Judgment

Improved the 2021-01-16 (at 12:51 CET) divine love; (at 10:31 CET) Defence; (at 10:31 CET) Introduction; 21-01-14 Explanation; Conclusion; (at 10:54 CET) image. This article was first published the 2021-01-13 at 20:44 CET on www.amorism.cc.


This article is improved the 2021-01-16.

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Introduction. Amorism® and I claim that judgements may be important. Amorism doesn't demand anything. Therefore Amorism neither tells anyone to judge nor anyone to abstain from judging. Amorism is a holy dogma on the Amoristic vision that hallows total benevolence (omnibenevolence) more than the other amoristic virtues. Amorism is a holy education about this and the specific definition of benevolence and other of the Amoristic virtues. This article is my philosophy about the concept judge in English, Greek and Swedish. Namely: judge, κρίνω [krino] and döma respectively. This concept is similar in these (and other) languages. Amorism sheds light over the concept. This article is also about translation and understanding of the Bible verse Matthew 7.1 (and 7:2– 6 and Jesus Christ). Amorism doesn't depend on explanations of the Bible, Jesus and God. But we often refer to Jesus, God, the Bible and other texts.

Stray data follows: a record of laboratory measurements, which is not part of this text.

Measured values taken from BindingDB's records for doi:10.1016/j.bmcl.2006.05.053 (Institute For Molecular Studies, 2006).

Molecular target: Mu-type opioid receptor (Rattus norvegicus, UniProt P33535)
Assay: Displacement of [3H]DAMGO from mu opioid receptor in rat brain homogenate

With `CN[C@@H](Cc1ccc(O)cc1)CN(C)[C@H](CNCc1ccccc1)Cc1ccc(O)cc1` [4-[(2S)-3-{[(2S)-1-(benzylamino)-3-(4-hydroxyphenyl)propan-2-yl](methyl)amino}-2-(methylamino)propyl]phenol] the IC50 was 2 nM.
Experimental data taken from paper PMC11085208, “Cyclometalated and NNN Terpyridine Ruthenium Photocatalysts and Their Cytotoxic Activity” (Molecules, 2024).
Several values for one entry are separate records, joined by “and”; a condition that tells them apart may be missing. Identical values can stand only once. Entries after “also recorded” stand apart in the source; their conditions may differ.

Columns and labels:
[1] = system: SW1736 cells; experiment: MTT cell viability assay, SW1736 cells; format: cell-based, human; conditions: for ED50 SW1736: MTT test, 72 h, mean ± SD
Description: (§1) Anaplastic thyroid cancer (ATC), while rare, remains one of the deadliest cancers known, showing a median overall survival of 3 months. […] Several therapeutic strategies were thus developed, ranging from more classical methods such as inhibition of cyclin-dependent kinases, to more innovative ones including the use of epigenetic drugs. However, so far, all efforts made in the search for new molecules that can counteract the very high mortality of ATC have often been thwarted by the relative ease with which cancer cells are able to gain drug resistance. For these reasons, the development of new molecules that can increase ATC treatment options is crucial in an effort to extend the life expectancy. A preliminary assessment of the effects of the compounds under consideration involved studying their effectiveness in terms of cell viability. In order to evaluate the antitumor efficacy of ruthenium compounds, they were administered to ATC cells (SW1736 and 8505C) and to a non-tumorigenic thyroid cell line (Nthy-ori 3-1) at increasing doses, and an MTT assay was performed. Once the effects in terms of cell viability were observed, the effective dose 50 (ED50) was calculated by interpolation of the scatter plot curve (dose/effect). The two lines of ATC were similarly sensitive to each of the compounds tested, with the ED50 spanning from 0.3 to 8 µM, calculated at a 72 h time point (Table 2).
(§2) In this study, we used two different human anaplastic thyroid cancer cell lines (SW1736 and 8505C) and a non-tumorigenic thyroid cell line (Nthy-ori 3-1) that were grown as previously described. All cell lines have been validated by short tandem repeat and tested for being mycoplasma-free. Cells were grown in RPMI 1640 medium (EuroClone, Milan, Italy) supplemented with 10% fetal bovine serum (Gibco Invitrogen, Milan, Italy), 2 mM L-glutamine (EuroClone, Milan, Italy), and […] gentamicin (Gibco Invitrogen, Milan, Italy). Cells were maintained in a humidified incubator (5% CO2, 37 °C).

I claim that the essence of each judgement is: serious investigation and decision. Judgment may have to do with punishments or the opposite, namely acquittals. Some, but not all judgments are judiciary. Each human being and other beings are created to judge, compare, measure and to choose. And each human being is judged by others. Judgements, judging and the here mentioned related concepts are unavoidable for living (human) beings. (The word judgment can also be spelled judgement.)

Image of Judge's hammer
No one needs to know judicial law 
to judge. No one needs a hammer 
nor an institution to judge.
By the way, you are

welcome in photos on this 
website. 
Amorism is a holy dogma which hallows total benevolence; Amorism means that total benevolence implies to wish total happiness to all guilty and all unguilty;